Woah😱

No wonder no one is willing to ship hydroquinone to me!
 

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Combine that with the discounts that come with buying chemicals by the train car load, and you find commercial D-76 costs hardly any more than home mixed
Agreed. Especially if I mix the gallon size (10.42€ at fotoimpex) and my soft wine pouch is a good enough Oxygen barrier over the X months it takes me to use 1 gallon.
More importantly, packaged D-76 outperforms home-mixed D-76 (due to the latter's pH change over a period of a week).
  • Are you referring to home-mixing the original D-76 formula (2g borax) or the buffered version D-76D (8g borax + 8g boric acid)?
  • I once monitored the pH (don't remember whether it was packaged D-76 or home-mixed D_76D) over several days after mixing and did not see any change down to 0.02 units (definitely not claiming that absolute accuracy, just relative change).
 

Anon Ymous

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Here's a quote from a posting in photo.net about the rise in activity of D-76:

In reading a paper by John Sexton about T-Max films he states "If you use D-76 developer be sure to use FRESH D-76 (not some that has been sitting around in a half full bottle for a month!) As D-76 ages, a chemical compound, hydroquinone monosulfonate, is formed. This chemical compound will INCREASE the activity of the developer and the contrast of your negatives in a big way with T-Max." I wonder if this is not the increased activity that is being attributed to a rise in pH?​

He attributes the rise in activity to the formation of HQMS and not due to rising pH. Does anyone know whether this is true?
I've always wondered about this supposed rise in pH. D-76 is buffered by borax, so what could cause its pH to rise?

Actually, both are correct. HQMS is actually a mild developing agent, much milder than hydroquinone. But it is produced by the reaction of p-benzoquinone in the solution with sodium sulfite, which is already present. P-benzoquinone isn't an ingredient of D76, but an oxidisation product of hydroquinone. When p-benzoquinone reacts with sulfite, HQMS is produced, but also sodium hydroxide. So yes, in a way HQMS synthesis makes D76 stronger, but it's the hydroxide that does the job. Now, if you use the D76d formula, which uses a borax - boric acid buffer, the effect might be smaller. To be honest, I've used old D76 many times and never really saw any difference, although I keep it in full, tightly capped bottles. And I've never mixed the original D76 formula. Ready made D76 is also supposedly better buffered.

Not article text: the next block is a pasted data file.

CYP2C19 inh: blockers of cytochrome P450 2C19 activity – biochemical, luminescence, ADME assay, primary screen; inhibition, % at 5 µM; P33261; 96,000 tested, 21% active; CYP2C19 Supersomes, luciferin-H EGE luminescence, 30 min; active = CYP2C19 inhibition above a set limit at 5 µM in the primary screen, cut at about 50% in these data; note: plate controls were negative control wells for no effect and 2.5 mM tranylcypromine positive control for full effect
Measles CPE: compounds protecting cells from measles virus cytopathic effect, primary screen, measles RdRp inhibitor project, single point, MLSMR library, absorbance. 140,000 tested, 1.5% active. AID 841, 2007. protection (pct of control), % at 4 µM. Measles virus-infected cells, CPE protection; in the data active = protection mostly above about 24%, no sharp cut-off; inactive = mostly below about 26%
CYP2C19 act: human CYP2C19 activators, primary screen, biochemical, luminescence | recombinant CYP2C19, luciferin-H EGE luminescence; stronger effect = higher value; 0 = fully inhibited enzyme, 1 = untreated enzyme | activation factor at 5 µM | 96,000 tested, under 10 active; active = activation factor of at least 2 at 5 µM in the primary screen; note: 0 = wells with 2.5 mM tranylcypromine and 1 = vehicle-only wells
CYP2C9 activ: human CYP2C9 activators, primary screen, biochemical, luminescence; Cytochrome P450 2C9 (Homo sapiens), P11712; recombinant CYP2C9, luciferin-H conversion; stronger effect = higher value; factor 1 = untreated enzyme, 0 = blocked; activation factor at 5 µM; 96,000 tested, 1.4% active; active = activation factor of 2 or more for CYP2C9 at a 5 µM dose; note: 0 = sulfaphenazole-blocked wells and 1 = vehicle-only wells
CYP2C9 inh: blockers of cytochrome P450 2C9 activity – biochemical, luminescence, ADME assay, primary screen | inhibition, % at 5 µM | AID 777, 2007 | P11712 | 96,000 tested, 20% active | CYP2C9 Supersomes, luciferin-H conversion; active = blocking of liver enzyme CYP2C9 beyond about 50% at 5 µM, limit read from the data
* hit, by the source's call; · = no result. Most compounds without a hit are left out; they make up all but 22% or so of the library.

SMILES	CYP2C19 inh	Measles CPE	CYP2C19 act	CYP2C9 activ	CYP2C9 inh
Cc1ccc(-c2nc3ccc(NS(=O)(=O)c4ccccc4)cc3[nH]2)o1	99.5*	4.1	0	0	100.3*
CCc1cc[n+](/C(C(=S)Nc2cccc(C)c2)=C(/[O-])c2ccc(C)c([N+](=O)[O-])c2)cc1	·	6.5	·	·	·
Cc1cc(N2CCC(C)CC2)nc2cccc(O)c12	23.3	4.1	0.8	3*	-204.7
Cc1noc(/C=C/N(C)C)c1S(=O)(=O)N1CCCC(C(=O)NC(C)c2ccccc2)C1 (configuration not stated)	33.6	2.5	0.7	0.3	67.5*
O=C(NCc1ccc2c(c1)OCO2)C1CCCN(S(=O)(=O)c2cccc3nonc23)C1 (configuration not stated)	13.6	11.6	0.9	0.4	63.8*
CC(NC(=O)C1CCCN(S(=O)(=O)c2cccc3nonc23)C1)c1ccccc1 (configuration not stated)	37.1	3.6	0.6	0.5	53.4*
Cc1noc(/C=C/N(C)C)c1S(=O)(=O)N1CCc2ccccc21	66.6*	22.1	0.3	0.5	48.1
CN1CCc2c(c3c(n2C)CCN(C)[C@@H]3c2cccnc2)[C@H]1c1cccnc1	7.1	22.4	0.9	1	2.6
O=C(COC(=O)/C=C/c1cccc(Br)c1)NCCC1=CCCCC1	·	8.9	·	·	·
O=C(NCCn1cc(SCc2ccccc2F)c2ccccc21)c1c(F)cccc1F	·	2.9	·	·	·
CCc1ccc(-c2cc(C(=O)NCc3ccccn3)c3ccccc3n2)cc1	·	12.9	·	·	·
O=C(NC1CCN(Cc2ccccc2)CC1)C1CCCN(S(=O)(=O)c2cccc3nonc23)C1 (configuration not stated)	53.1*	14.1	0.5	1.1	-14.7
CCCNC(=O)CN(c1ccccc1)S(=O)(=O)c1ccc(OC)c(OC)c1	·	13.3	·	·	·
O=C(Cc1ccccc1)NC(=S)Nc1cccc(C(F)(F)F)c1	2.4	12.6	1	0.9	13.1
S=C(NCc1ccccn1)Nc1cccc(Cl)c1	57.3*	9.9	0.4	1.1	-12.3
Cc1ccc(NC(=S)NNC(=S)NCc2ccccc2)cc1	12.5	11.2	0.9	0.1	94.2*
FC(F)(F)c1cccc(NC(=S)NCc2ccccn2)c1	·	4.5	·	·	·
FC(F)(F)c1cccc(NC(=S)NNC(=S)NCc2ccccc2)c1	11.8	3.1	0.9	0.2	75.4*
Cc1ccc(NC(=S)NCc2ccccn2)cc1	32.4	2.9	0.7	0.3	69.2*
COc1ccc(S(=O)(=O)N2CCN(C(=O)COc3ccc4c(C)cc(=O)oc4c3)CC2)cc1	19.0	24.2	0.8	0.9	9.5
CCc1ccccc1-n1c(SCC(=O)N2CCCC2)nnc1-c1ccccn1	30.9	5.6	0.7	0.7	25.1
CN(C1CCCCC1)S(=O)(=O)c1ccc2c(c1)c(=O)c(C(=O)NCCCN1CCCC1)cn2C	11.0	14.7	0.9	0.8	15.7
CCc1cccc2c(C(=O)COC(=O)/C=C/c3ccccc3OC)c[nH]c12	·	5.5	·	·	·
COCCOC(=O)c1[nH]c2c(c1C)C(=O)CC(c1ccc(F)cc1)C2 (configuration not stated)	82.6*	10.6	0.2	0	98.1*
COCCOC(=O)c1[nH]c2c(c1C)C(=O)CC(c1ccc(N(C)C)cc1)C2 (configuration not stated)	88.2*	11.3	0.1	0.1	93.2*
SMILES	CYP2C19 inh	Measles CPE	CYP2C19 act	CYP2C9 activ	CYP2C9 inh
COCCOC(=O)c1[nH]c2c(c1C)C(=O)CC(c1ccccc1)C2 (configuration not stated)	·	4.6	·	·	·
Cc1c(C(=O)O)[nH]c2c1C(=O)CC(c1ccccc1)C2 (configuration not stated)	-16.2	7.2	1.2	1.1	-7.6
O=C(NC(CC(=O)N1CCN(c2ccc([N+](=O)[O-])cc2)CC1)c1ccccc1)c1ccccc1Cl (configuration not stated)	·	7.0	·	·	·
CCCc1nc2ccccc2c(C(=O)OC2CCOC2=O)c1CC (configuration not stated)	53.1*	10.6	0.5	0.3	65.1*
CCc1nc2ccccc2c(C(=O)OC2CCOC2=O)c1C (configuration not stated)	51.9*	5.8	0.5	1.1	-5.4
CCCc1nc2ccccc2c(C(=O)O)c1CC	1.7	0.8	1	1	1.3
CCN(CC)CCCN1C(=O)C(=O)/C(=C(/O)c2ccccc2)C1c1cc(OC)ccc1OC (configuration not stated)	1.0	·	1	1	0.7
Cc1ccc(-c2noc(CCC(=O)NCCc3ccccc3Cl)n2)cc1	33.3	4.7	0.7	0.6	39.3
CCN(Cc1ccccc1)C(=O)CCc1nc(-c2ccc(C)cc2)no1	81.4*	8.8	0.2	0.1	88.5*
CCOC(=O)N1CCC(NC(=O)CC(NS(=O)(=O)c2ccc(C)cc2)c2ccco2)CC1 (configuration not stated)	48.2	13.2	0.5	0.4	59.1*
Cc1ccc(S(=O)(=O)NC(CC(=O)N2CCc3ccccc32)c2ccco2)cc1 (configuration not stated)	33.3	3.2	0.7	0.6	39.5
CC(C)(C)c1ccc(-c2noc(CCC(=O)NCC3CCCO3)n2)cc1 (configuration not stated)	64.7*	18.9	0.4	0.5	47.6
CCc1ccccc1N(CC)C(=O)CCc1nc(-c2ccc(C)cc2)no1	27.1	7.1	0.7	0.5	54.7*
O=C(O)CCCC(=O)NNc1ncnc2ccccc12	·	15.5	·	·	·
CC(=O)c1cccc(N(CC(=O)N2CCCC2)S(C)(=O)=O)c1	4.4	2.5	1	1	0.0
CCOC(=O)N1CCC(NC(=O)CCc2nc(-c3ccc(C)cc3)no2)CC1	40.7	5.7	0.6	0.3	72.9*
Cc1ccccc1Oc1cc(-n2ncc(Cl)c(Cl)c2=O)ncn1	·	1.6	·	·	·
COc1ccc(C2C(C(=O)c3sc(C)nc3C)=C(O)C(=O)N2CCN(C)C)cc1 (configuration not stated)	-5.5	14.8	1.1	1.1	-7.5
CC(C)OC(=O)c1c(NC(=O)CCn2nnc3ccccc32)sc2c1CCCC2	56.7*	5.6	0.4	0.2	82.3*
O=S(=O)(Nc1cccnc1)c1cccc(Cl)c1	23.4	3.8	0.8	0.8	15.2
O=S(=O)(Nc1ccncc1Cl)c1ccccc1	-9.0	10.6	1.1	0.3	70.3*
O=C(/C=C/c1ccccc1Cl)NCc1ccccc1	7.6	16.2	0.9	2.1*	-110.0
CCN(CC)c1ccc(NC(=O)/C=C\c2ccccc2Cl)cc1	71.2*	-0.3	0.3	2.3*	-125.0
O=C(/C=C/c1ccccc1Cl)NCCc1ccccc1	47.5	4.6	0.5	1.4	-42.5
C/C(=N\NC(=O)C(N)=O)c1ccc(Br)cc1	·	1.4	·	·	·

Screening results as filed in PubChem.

pentaxuser

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We seem to have different experiences here. Some notice the appreciable difference in contrast such as Christian who noticed what sounds like an appreciable increase in speed and others not so. The appreciable increase appears to be backed by John Sexton but in his case he mentions a month rather than a week to a fortnight but clearly John Sexton's experience was serious in terms of contrast

It might be nice if we can get to the bottom of this. From what I have read it appears:

1. That from 2 sources( J Sexton and Christian) the contrast of what appears to be Kodak manufactured D76 increases substantially and noticeably over 2 weeks but others have seen no difference. J Sexton quotes a half full bottle about a month old so is the change related to the amount of air or is this a "red herring"

2 That from one source (Christian) D76 improves its pushing ability over 2 weeks

However it might be that only home-made D76 is liable to this increase in contrast?

I have no experience with D76 but have experience with ID 11 which is said to be the same thing but is it different enough in at least behaviour in respect of contrast? I certainly never noticed any change in its behaviour over even a few months

pentaxuser
 

bernard_L

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or is this a "red herring"
If this is real, how come the entity previously known as Eastman Kodak, that gave so detailed directions:
KODAK Publication No. J-78
  • times for small (30s agit.) and large (1min agit.) tanks, rotary processor;
  • warning when processing one 35mm film in less than 16 ounces (473ml) of 1+1 diluted dev;
  • conservative limits on capacity and storage duration...
How come they do not mention this increase in activity. A previous version of that rumor was "you need to wait 24 hours". Now it is 2 weeks. Does any one has documented, reproducible experimental data, not plausibility arguments?
 

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IIRC, the "wait for 24 hours" warning used to be part of the mixing directions on the packaging, but that recollection may be unreliable as it is from a long time ago.
FWIW, it was always more relevant to commercial labs, who are/were most interested in process consistency. It may be that the modern product reflects improvements that make the "waiting" unnecessary. That would make sense, particularly since D-76 Replenisher is no longer made.